The former Service received four comments on this proposal. The American Nursing Association (ANA) stated that it was not supportive of the provision modifying the licensure requirement because it would allow unqualified Canadian nurses into the United States. The ANA argued that the removal of the requirement that a Canadian nurse have a United States license would undermine a provision that was designed to protect the United States public from unqualified health care workers.
Another commenter, a board member of the American Immigration Lawyers Association, argued that the proposal would create a distinction between the processing of Mexican and Canadian TN nonimmigrant aliens. The commenter stated that the intended employer of a Mexican citizen is required to submit the alien's license with Form I-129, Petition for Nonimmigrant Worker, before the Mexican TN can be admitted to the United States. In the case of Canadian TN's, the license would never be presented to the Department
The National Council of State Boards of Nursing (Council) also commented on the final rule and stated that it was opposed to the provision removing the licensure requirement for Canadian nonimmigrants. The Council asserted that the provision would allow Canadian citizens easy access to the United States labor market to work in their chosen profession as TN nonimmigrant aliens. However, the Council also suggested that employers in the United States would not employ these aliens in their profession but in sim
ilar or related occupations at a substandard salary. Finally, the Council argued that, in the case of nursing, the proposal would result in many American citizens being treated by unlicensed health care professionals.
The Commission on Graduates of Foreign Nursing Schools (CGFNS) also commented. CGFNS is an international authority on the education, registration, and licensure of nurses and foreign health care workers worldwide. CGFNS asserted that the implementation of the licensure proposal would result in the admission of Canadian healthcare workers to the United States without the appropriate license. CGFNS argued that these Canadian workers will not wait until they are licensed to seek employment and will begin to wo
rk in the United States healthcare system in any capacity they can find. Under the former Service's proposal, licensure verification would become the responsibility of the employer, not the government. CGFNS also stated in its comment that the requirement that a Canadian TN present his or her license at the time of admission is consistent with the NAFTA. Finally, CGFNS represented that there is substantial evidence that some Canadian TN's will have difficulty obtaining a United States nursing license and, a
s a result, the proposal will create a pool of unqualified health care workers who will be providing healthcare services to American consumers.
Why Did the Former Service Propose To Change the Licensure Requirements for Canadian TN Nonimmigrants?
To ensure that the former Service's regulations implementing Chapter 16 are in conformity with the obligations of the United States under the Agreement, the former Service proposed to remove 8 CFR 214.6(e)(3)(ii)(F). This provision requires the presentation of a license by a Canadian citizen as an entry requirement under the NAFTA.
What Is the Department's Response to the Comments Received Regarding the Proposal To Change the Licensure Requirements for Canadian TN Nonimmigrants?
The Department has reviewed the opinions expressed in the comments to the proposed rule. After careful consideration, the Department will adopt the proposal that removes the requirement that a Canadian TN must present a license at the time of application for admission to the United States.
As one of the regulatory agencies responsible for the administration of the immigration laws of the United States, the Department has a responsibility to ensure that its regulations are in agreement with existing laws, treaties, and agreements. In this instance, the requirement that a Canadian TN nonimmigrant alien present a United States license at the time of application for admission to the United is inconsistent with the NAFTA.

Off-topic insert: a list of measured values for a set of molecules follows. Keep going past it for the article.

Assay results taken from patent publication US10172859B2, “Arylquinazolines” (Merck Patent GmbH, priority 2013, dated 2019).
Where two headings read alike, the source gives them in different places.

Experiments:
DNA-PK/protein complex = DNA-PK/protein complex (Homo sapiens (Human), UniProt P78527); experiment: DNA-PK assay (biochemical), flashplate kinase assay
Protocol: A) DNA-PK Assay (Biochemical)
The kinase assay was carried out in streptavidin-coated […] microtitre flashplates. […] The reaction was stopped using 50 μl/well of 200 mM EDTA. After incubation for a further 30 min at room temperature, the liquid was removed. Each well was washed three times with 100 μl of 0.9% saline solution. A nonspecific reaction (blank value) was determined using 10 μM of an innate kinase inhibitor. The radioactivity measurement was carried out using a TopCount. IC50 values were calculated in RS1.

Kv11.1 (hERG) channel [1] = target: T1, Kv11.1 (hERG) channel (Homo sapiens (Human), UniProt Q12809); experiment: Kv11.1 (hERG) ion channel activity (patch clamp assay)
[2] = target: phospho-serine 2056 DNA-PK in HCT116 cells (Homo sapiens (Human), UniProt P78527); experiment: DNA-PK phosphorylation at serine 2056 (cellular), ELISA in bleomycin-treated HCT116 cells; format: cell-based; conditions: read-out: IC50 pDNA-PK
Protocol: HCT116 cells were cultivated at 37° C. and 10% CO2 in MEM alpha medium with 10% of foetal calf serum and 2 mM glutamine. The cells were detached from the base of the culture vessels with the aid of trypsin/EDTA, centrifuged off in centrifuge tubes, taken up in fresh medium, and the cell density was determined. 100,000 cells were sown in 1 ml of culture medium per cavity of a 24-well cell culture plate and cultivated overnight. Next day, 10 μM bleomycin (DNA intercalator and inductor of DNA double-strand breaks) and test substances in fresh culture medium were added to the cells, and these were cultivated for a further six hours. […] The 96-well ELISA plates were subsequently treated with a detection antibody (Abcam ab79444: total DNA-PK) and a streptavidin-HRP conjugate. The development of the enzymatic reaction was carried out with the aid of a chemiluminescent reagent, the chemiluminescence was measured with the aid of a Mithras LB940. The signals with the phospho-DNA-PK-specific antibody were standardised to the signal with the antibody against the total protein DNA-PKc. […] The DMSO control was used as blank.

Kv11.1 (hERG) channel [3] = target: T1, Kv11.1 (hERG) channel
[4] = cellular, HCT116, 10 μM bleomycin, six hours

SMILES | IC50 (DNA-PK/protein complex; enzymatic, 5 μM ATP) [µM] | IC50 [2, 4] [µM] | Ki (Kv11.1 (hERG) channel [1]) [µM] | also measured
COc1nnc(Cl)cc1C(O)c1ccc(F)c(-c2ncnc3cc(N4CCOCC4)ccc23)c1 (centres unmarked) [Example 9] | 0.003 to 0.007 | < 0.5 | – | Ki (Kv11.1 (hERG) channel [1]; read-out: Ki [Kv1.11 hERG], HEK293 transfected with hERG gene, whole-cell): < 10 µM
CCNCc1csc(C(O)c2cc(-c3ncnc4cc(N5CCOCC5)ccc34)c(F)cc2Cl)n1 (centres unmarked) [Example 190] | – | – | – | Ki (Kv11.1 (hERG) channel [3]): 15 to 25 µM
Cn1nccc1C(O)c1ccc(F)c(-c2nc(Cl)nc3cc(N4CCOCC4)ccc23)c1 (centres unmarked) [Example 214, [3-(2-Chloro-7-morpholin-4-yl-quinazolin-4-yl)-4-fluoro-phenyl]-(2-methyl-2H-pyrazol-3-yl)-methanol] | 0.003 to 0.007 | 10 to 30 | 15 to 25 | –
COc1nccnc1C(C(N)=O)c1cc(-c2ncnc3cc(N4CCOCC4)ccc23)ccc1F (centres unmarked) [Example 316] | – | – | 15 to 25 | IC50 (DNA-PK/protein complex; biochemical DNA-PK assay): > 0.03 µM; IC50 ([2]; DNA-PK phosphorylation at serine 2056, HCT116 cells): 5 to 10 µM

The Department disagrees with the CGFNS argument that requiring a state-issued license as a condition of admission is not in conflict with Chapter 16 of the NAFTA. As stated in the proposed rule, this regulatory change ensures that the Department's obligations under Chapter 16 are in conformity with the obligations of the United States under the NAFTA agreement.
The basic issue under consideration is whether a license is (1) an employment requirement, or (2) an entry plus employment requirement, for the Canadian professional desiring to work in the United States in TN status. Under the NAFTA, the requirements for entry as a professional are clearly spelled out and are noted in the list of educational credentials or alternative criteria found in Chapter 16. In select instances, a license is noted as an alternative document for entry, but not as a required primary do
cument for entry. In no case is a license required by the prospective Canadian TN as the absolute primary documentary requirement for entry. For Canadian registered nurses, the primary group subject to comments made in response to the proposed rule, either a state-issued license or a Canadian provincial license is required as an entry document. Such documentation provide only for the entry of the prospective Canadian TN (provided that the individual is otherwise admissible).
The Department wishes to make clear that all Canadian TN nonimmigrants are subject to any individual state's licensure requirements. Granted, and in particular in the case of Canadian registered nurses, any such state licensure will most likely take place after entry. But, as we note above, the state license is not a mandatory documentary requirement for entry. States continue to maintain the ability to impose licensure requirements on any individual intending to work in the state.
The Department has taken special note of the comments that expressed concern that the change in the licensure requirement may have an adverse affect on the welfare of the United States. The Department is of the opinion that this rule will have no negative effect on the health and welfare of United States citizens. In those jurisdictions where a particular profession or occupation requires licensure, State or Federal law will continue to require the alien's employer to ensure that the alien has the proper li